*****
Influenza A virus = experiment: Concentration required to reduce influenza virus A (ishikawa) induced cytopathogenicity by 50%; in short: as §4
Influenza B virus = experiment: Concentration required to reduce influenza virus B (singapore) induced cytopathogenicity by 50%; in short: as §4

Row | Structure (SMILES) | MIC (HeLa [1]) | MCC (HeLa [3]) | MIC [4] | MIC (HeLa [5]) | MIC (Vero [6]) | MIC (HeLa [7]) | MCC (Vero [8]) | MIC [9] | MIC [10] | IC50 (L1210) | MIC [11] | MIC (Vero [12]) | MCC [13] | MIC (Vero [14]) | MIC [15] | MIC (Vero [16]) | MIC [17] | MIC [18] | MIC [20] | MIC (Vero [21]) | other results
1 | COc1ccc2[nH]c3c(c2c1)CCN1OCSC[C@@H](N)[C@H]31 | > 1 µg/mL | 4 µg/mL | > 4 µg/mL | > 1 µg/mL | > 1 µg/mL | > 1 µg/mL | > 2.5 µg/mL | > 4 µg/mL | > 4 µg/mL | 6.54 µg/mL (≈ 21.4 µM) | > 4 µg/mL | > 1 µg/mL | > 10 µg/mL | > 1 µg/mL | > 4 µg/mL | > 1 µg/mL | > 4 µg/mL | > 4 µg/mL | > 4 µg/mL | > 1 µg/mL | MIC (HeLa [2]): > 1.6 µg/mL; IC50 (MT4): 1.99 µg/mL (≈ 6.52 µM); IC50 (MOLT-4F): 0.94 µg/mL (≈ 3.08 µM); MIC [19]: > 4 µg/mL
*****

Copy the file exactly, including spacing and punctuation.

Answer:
Influenza A virus = experiment: Concentration required to reduce influenza virus A (ishikawa) induced cytopathogenicity by 50%; in short: as §4
Influenza B virus = experiment: Concentration required to reduce influenza virus B (singapore) induced cytopathogenicity by 50%; in short: as §4

Row | Structure (SMILES) | MIC (HeLa [1]) | MCC (HeLa [3]) | MIC [4] | MIC (HeLa [5]) | MIC (Vero [6]) | MIC (HeLa [7]) | MCC (Vero [8]) | MIC [9] | MIC [10] | IC50 (L1210) | MIC [11] | MIC (Vero [12]) | MCC [13] | MIC (Vero [14]) | MIC [15] | MIC (Vero [16]) | MIC [17] | MIC [18] | MIC [20] | MIC (Vero [21]) | other results
1 | COc1ccc2[nH]c3c(c2c1)CCN1OCSC[C@@H](N)[C@H]31 | > 1 µg/mL | 4 µg/mL | > 4 µg/mL | > 1 µg/mL | > 1 µg/mL | > 1 µg/mL | > 2.5 µg/mL | > 4 µg/mL | > 4 µg/mL | 6.54 µg/mL (≈ 21.4 µM) | > 4 µg/mL | > 1 µg/mL | > 10 µg/mL | > 1 µg/mL | > 4 µg/mL | > 1 µg/mL | > 4 µg/mL | > 4 µg/mL | > 4 µg/mL | > 1 µg/mL | MIC (HeLa [2]): > 1.6 µg/mL; IC50 (MT4): 1.99 µg/mL (≈ 6.52 µM); IC50 (MOLT-4F): 0.94 µg/mL (≈ 3.08 µM); MIC [19]: > 4 µg/mL